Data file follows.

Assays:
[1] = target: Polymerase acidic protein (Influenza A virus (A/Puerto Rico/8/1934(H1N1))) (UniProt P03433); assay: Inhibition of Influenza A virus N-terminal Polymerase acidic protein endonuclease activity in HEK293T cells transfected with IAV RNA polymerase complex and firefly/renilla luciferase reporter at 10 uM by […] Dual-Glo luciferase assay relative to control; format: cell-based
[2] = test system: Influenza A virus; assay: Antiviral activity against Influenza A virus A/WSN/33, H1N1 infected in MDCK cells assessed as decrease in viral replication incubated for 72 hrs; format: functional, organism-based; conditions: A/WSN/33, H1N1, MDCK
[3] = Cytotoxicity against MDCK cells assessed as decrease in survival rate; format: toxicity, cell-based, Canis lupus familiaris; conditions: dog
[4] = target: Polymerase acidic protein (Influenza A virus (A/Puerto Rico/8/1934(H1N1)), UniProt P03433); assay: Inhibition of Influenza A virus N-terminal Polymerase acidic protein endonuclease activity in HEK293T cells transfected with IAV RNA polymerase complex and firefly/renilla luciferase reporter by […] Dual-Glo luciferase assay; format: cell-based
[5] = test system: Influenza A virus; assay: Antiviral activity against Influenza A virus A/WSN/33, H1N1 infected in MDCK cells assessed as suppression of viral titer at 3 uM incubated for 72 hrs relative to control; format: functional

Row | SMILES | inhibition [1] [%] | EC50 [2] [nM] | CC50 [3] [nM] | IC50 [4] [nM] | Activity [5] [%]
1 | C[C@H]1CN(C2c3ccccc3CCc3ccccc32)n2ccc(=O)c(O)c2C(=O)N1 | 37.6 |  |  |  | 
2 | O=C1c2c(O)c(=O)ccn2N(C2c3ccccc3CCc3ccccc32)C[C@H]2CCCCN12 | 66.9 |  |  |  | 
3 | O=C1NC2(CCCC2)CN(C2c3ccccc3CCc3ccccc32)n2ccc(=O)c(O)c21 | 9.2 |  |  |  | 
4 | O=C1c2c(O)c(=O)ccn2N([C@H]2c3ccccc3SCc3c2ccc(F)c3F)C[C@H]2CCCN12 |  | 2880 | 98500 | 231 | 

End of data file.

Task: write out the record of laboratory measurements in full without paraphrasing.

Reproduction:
Assays:
[1] = target: Polymerase acidic protein (Influenza A virus (A/Puerto Rico/8/1934(H1N1))) (UniProt P03433); assay: Inhibition of Influenza A virus N-terminal Polymerase acidic protein endonuclease activity in HEK293T cells transfected with IAV RNA polymerase complex and firefly/renilla luciferase reporter at 10 uM by […] Dual-Glo luciferase assay relative to control; format: cell-based
[2] = test system: Influenza A virus; assay: Antiviral activity against Influenza A virus A/WSN/33, H1N1 infected in MDCK cells assessed as decrease in viral replication incubated for 72 hrs; format: functional, organism-based; conditions: A/WSN/33, H1N1, MDCK
[3] = Cytotoxicity against MDCK cells assessed as decrease in survival rate; format: toxicity, cell-based, Canis lupus familiaris; conditions: dog
[4] = target: Polymerase acidic protein (Influenza A virus (A/Puerto Rico/8/1934(H1N1)), UniProt P03433); assay: Inhibition of Influenza A virus N-terminal Polymerase acidic protein endonuclease activity in HEK293T cells transfected with IAV RNA polymerase complex and firefly/renilla luciferase reporter by […] Dual-Glo luciferase assay; format: cell-based
[5] = test system: Influenza A virus; assay: Antiviral activity against Influenza A virus A/WSN/33, H1N1 infected in MDCK cells assessed as suppression of viral titer at 3 uM incubated for 72 hrs relative to control; format: functional

Row | SMILES | inhibition [1] [%] | EC50 [2] [nM] | CC50 [3] [nM] | IC50 [4] [nM] | Activity [5] [%]
1 | C[C@H]1CN(C2c3ccccc3CCc3ccccc32)n2ccc(=O)c(O)c2C(=O)N1 | 37.6 |  |  |  | 
2 | O=C1c2c(O)c(=O)ccn2N(C2c3ccccc3CCc3ccccc32)C[C@H]2CCCCN12 | 66.9 |  |  |  | 
3 | O=C1NC2(CCCC2)CN(C2c3ccccc3CCc3ccccc32)n2ccc(=O)c(O)c21 | 9.2 |  |  |  | 
4 | O=C1c2c(O)c(=O)ccn2N([C@H]2c3ccccc3SCc3c2ccc(F)c3F)C[C@H]2CCCN12 |  | 2880 | 98500 | 231 | 